Sunday, February 17, 2013
Room 304 (Hynes Convention Center)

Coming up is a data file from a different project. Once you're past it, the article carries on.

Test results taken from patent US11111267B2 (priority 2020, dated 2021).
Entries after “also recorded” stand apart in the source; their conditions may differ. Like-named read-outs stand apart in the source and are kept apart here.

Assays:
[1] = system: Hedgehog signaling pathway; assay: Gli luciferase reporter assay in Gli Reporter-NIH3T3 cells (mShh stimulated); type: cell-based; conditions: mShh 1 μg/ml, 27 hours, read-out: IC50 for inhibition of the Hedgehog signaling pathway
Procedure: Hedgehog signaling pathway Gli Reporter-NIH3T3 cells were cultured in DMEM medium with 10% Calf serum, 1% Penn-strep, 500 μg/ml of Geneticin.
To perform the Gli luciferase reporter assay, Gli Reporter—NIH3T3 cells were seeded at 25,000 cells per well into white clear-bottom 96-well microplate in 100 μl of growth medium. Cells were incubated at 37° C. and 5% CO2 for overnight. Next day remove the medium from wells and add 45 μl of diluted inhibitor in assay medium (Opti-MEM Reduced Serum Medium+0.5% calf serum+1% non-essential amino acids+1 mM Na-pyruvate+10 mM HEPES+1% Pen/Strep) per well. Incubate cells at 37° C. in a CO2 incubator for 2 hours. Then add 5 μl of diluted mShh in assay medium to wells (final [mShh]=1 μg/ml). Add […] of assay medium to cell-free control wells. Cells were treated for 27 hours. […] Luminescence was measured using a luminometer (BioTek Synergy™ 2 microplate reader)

Ocean biogeochemistry and physics are fundamental in shaping the composition and productivity of marine fisheries. Integrating the effects of various physical and chemical processes which influence the production and structure of the planktonic community is challenging, especially when considering changes resulting from anthropogenic emissions of greenhouse gases. Utilization of global “earth system” models allows comprehensive assessment of the atmospheric, hydrographic, and biogeochemical processes affecting productivity in the context of global change. Such models allow us to examine qualitative hypotheses concerning future change in a more quantitative fashion. Here, I explore the results of earth system models and describe biogeochemical changes that are expected to influence future fisheries production by altering the base of the marine food web, changing the intensity of oxygen minimum zones, and reducing the ocean’s pH. One key finding of this work is recognition that the statistical relationships based on historical observations of the marine environment may be inadequate to predict changes which will occur as a result of global climate change. These differences between historical and future physical-biological relationships are particularly evident in eastern boundary current upwelling systems—regions which are invaluable to the world’s fisheries. Understanding the mechanisms through which climate change will alter the production and flux of organic matter to higher trophic levels is central step in projecting the future of marine fisheries.